Camping in New Jersey

By Justin Powell

Many visitors to New Jersey are familiar with the populated, commercialized areas near New York City. Yet, the nation's most densely populated state also has much to offer camping enthusiasts. In fact, the state provides a unique diversity of terrain in a relatively small geographic area that makes it ideal for campers of all skill levels. With the flat pinelands of South Jersey, the beautiful coastline that stretches the eastern border of the state, and the striking mountains of Northwestern New Jersey, there is enough variety and challenge to satisfy both beginning and experienced campers.

New Jersey is an easy destination for many people in the Northeast due to its proximity to major cities like Philadelphia and New York. The state offers over 750,000 acres of State Forests, Parks and other protected areas.

In the Southeast region of the state, the Brendan T. Byrne State Forest in New Lisbon provides many outdoor activities on the edge of the state’s Pinelands. There is much to do in the forest, including camping, hiking, biking, fishing, horseback riding and plenty of nature watching. There are also numerous places to stay, with 79 tent and trailer sites, three group campsites and three furnished cabins.

Those campers looking to explore deeper into the enormous Pinelands area should also visit the Wharton State Forest. This state forest contains 110,000 acres stretching across three counties and includes many rivers, streams, and ponds. There are many hiking trails as well as 500 miles of unpaved roads that can be used for biking or horseback riding. The area teems with plants and wildlife, including many unique species such as the insectivorous Pitcher Plants, the poisonous Black Widow Spider, and the endangered Timber Rattlesnake. Although some dangerous species do exist in the area, they are seldom seen and usually not aggressive. There are plenty of places to stay, including campsites at Atsion Lake, Godfrey Bridge and in the wilderness. There are also six furnished cabins at Atsion Lake, which offer slightly less rugged accommodations suitable for families.

Located just south of the Pinelands Region is Belleplain State Forest, which is comprised of over 15,000 acres of beautiful woodlands. There is a wide range of outdoor activities, including hiking, boating, canoeing, horseback riding, fishing and swimming in Lake Nummy. For overnight stays, there are 169 tent and trailer sites, two group campsites, and the large East Creek Cabin, which can accommodate up to 30 campers.

Parvin State Park is rich with nature, including over 200 kinds of flowering plants and unique bird life, such as the state-threatened Barred Owl. Among this wealth of nature also lives a deep history dating to the beginning of the Twentieth Century. These lands once served as home for the Civilian Conservation Corps, a summer camp for children of displaced Japanese Americans during World War II, and a POW camp for German prisoners in 1944. Today, there are a variety of recreational activities surrounding Parvin Lake, Thundergust Lake, and Muddy Run. A total of 56 campsites and 16 cabins provide a base of operations for boating, canoeing, and fishing,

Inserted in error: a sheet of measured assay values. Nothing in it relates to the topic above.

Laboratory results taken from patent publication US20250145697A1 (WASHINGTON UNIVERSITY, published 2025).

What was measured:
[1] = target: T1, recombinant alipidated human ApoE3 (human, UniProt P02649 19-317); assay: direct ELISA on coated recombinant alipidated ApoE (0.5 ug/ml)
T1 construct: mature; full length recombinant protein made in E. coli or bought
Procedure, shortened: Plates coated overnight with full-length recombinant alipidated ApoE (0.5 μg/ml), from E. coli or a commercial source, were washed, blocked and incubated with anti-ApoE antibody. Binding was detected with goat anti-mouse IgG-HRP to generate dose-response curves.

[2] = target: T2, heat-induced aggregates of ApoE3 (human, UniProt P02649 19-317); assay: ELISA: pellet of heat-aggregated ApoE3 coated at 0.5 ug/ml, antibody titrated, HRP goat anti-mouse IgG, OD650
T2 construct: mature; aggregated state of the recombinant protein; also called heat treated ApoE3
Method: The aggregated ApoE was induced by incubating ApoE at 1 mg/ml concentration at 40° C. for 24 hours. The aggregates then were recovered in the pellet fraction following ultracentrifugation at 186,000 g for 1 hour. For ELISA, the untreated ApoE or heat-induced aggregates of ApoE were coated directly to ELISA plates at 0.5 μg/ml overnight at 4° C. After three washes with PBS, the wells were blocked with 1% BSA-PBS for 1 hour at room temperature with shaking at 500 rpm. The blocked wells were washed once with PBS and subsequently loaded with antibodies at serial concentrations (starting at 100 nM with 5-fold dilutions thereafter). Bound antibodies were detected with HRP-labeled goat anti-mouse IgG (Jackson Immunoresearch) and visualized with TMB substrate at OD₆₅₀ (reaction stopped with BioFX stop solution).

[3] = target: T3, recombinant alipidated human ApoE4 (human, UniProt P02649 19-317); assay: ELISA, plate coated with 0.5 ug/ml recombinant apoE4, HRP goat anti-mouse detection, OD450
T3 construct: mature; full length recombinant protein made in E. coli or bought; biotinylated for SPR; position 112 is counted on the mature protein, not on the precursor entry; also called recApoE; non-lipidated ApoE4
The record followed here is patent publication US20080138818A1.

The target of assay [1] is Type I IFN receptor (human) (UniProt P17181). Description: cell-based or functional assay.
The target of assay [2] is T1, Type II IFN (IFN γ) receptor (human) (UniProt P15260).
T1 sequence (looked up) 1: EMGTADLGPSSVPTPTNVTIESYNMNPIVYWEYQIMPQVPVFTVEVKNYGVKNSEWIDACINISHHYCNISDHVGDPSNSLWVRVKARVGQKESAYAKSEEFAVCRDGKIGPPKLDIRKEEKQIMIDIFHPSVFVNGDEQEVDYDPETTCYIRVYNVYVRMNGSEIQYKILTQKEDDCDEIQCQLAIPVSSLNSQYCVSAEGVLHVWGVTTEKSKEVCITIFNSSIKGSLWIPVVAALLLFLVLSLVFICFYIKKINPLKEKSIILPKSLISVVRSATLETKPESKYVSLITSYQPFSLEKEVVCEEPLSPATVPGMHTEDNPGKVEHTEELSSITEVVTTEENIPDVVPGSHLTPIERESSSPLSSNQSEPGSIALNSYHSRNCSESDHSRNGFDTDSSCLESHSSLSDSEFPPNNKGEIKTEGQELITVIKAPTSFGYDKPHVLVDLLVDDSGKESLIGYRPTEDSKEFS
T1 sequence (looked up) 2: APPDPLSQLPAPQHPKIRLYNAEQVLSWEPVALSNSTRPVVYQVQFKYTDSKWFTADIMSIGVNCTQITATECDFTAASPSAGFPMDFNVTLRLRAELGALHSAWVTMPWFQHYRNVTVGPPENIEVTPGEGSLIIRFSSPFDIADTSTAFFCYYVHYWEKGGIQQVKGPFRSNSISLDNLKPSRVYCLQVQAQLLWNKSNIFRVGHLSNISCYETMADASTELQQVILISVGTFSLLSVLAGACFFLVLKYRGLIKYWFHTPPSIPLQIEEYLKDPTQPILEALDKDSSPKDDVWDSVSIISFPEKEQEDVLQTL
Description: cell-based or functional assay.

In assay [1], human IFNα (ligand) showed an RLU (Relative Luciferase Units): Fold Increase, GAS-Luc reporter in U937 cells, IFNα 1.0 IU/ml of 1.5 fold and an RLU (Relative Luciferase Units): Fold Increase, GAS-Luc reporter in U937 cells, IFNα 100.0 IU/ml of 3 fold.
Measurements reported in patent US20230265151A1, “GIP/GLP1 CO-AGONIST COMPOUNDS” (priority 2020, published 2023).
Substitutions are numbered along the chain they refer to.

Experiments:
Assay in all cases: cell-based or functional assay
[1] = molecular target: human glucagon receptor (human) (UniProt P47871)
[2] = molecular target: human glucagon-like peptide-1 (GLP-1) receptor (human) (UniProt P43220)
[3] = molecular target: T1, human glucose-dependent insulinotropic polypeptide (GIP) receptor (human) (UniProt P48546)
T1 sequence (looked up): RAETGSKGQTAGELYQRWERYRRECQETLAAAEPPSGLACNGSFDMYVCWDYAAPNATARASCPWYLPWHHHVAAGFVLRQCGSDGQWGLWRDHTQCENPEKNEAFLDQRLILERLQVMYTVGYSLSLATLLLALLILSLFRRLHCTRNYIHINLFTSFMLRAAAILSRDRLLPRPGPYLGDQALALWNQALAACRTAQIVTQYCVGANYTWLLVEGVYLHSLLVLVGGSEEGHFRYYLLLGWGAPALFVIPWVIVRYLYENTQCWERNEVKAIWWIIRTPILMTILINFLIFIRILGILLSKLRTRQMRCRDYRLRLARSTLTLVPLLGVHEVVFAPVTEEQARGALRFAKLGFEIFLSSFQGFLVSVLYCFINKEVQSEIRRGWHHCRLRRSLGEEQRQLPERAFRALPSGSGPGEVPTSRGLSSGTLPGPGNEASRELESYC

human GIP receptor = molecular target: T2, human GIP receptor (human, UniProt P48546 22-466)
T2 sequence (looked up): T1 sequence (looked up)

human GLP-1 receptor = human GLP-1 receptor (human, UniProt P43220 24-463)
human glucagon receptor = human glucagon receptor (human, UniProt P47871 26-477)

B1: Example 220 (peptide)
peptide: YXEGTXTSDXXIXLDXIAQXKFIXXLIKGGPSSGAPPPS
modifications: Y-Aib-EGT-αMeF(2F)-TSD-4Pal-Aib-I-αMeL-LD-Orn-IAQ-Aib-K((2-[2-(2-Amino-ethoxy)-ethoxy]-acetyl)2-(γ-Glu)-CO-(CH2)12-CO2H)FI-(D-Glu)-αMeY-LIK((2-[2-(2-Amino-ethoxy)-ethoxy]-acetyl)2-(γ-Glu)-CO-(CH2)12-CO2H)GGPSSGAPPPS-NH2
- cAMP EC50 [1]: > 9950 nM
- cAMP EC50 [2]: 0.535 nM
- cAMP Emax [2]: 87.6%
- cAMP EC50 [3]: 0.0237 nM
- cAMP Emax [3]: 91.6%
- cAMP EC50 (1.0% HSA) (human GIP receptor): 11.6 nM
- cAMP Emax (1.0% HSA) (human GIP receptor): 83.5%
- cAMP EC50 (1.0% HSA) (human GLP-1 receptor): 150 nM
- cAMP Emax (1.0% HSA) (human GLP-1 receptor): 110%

In the northern end of the New Jersey, High Point State Park encompasses panoramic mountain ranges, including the highest point in state. There are plenty of trails for hiking, self-guided nature walks, and mountain biking. In addition, Lake Marcia provides ample space for canoeing, boating, fishing and swimming. High Point State Park provides 50 campsites, two furnished cabins and a group cabin that accommodates up to 28 people.

Finally, those campers who would like to experience a portion of the Appalachian Trail should visit Worthington State Forest in Warren County. The tops of the mountains provide spectacular views of the surrounding area and make for a great picnic destination. Nestled in the mountain is Sunfish Pond, a pristine mountain pond that is a favorite destination of hikers. There are plenty of places to stay along this stretch of the Appalachian Trail, including almost 70 tent and trailer sites and three group campsites.

In addition to the great State Forests, New Jersey is home to nearly 130 private campgrounds with a total of 25,000 individual campsites. Many of these campgrounds are ideal for family getaways and first-time camp outings. Many are also pet friendly, but you should be sure to check with the camp management for guidelines prior to your stay.

Overall, New Jersey is an excellent place for camping that is convenient to several major metropolitan areas. Even residents may be surprised to learn the range of activities available within their own state. The diversity of terrain, plants, animals and birds make this New Jersey a treasure for campers in the Northeast.

Find places to camp in New Jersey.


New Jersey Commerce & Economic Growth Commission
1-800 VISIT NJ

New Jersey Campground Owners Association
(800) 2CAMPNJ